- Miles Hedley
LONDON INTERNATIONAL FESTIVAL OF EARLY MUSIC in and around Blackheath Halls
Updated: Feb 19
There’s a beguiling paradox at the heart of the annual London International Festival of Early Music – an unfailing ability to give a modern sensibility to revered historical forms. This year’s event was no exception and had the added delight of allowing us to make a series of journeys of artistic and spiritual discovery with some of the greatest composers who have ever lived.
Music, of course, always involves an interior journey. But over the course of four glorious days in Blackheath we also visited a magical place where east meets west, trod the genetic path that led to a musical genius, followed in the footsteps of an epic walk between London and Renaissance Venice and joined the throng of medieval pilgrims from across Europe who sang their way to a Spanish shrine.
And throughout, the old and the new, from near and from far, strode out together shoulder to shoulder, proving yet again that music is timeless and universal.
Nowhere was this better demonstrated than in the festival’s opening concert at St Michael and All Angels when the acclaimed Brook Street Band (top, with the composer) performed the world premiere of Nitin Sawhney’s Early Transitions, a response to the genius of JS Bach, which melded the Baroque tradition with ancient Indian ragas to create a work of transcendent beauty that paid tribute to the past yet was irrefutably of today. I loved it.
It was part of a concert in which the Brook Street Band took us on a night-time walk, from sundown to sunup, soundtracked by gorgeous – and gorgeously played – compositions by the likes of Biber, Telemann, Montéclair, Bach, Handel and Couperin, the whole programme bookended by an enchanting Merula ciaccona.
The Brook Street Band are no strangers to LIFEM. Nor are Solomon’s Knot, an ever-changing collective of musicians who this year arrived with eight singers accompanied by organ and violone (above) to guide us down the genealogical road linking Johann Christoph Bach with his prodigious family’s greatest son, Johann Sebastian.
In a suitably reverential touch, the set-list was made up of some of the most spiritually uplifting motets ever written.
The Day 3 headliners, Piva, are also old friends of the festival. And in a terrific contrast with the tranquil beauty of the previous night they took us on an uproarious and fun-filled journey across Renaissance Europe that was more Canterbury Tales than King James Bible.
Using at least three dozen instruments, the septet (below) followed a walk by eccentric 17th century writer Thomas Coryat (Google him – he’s one of the era’s most amazing people) between London and Venice, in the process giving us a magnificent and witty cross-section of what was effectively Jacobean England’s hit parade.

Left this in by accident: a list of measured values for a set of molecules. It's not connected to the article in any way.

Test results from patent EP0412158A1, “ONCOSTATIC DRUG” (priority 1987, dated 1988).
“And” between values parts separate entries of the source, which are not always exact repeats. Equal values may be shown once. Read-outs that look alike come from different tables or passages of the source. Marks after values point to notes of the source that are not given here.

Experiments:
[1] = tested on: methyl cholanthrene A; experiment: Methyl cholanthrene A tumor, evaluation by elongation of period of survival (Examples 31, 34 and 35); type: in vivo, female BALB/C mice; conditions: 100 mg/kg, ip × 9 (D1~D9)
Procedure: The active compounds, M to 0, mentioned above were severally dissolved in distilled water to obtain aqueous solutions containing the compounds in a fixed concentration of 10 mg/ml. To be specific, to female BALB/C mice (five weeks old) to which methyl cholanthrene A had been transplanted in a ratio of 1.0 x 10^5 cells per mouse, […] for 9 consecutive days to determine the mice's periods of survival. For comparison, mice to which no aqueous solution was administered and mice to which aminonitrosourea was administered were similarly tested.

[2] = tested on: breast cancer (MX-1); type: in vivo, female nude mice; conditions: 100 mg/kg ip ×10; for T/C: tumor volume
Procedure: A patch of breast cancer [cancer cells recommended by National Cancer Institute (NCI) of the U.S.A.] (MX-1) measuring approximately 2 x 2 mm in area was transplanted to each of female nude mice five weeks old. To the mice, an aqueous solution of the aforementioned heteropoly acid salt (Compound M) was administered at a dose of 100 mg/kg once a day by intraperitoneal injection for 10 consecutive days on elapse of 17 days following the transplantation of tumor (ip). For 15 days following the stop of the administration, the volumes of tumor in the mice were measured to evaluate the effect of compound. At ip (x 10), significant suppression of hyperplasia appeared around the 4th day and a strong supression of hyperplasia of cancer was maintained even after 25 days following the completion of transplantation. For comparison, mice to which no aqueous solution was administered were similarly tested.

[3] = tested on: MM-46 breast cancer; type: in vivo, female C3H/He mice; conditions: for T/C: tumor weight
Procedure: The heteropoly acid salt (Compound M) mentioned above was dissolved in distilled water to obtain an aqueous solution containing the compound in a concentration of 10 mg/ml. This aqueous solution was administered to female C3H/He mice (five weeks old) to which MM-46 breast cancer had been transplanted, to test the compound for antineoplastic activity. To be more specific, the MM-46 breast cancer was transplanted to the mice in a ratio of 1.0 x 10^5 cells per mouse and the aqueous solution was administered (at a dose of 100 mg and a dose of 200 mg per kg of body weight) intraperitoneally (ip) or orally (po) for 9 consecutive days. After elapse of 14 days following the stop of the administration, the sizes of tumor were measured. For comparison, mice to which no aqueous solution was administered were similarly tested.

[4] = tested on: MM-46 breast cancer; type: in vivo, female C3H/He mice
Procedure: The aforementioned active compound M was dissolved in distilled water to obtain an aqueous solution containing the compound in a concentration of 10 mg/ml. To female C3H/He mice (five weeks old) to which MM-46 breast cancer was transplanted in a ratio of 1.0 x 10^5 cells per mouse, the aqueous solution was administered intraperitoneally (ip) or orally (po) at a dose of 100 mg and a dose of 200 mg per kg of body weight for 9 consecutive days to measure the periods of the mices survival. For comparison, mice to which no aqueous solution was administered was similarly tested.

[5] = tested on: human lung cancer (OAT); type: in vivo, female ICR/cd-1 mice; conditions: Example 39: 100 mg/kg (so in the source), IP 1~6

The final night introduced us to festival newcomers Taracea, a Madrid-based quintet who played medieval songs sung by pilgrims as they made their way from all corners of Europe to the great Spanish shrine of Santiago de Compostela.
At least that’s what the programme said. But in fact they gave these ancient tunes a makeover that was entirely modern, interspersing the originals with phrases, interludes and variations that were at one moment pure Coltrane and the next King Crimson before returning to the Middle Ages.
It was absolutely thrilling, one of the most rewarding concerts I have ever had to good fortune to see anywhere. Quite rightly, Taracea (below) were given a huge ovation.
LIFEM is not just about the headliners, though – there were a string of other recitals by youngsters and established professional musicians throughout the four days.
For example, a dozen students from the Royal Academy of Music played a marvellous concert of mainly 16th and 17thnorth European music which included a simply outstanding solo spot by violinist Charlotte Spruit. The Purcell School featured their namesake – of course – but concentrated on Vivaldi. The Royal Birmingham Conservatoire took us on a fascinating tour through Civil War Britain from the Regicide to the Restoration and beyond. And teenagers from Chetham’s School rounded off their recital with a journey out of leftfield – a recorder trio who followed Alice down the rabbit-hole to Wonderland. It was, well, wonderful.
Meanwhile, international recorder and flute virtuoso Charlotte Schneider joined forces with lutenist Alice Letort and harpsichordist and organist Irene González Roldán at Michael and All Angels to take us on a spellbinding round-trip that began and ended with Palestrina in Italy and also took in Austria, former Czechoslovakia and Germany.
And down the road at St Margaret’s Church, LIFEM’s young ensemble competition was deservedly won by Basel-based trio Ensemble Pampinea. The judges not only praised their musicianship but applauded their ability to engage with their audience. One of their prizes is a full concert at next year’s festival – I can’t wait to hear it.
Making music, especially early music, requires brilliant and dedicated players. It also requires brilliant and dedicated craftspeople to make the often weird, always wonderful instruments. And for me one of the great joys of LIFEM is to walk into Blackheath Halls for the annual marketplace and showcase of these instruments (below) and be assailed by a wall of glorious noise created by punters, players and artisans demonstrating citterns, curtals, chalumeaux, cornetts, clavichords and crumhorns. And that’s just some of the ones that begin with the letter C. It’s a veritable eighth wonder of the world.
I’ve been coming to this festival for many years and each time I am amazed at the dizzying heights of the standards it sets itself. This year, however, I can honestly say it surpassed them all. And I can only repeat the words I tweeted as I left the final concert: Best fest ever? You bet!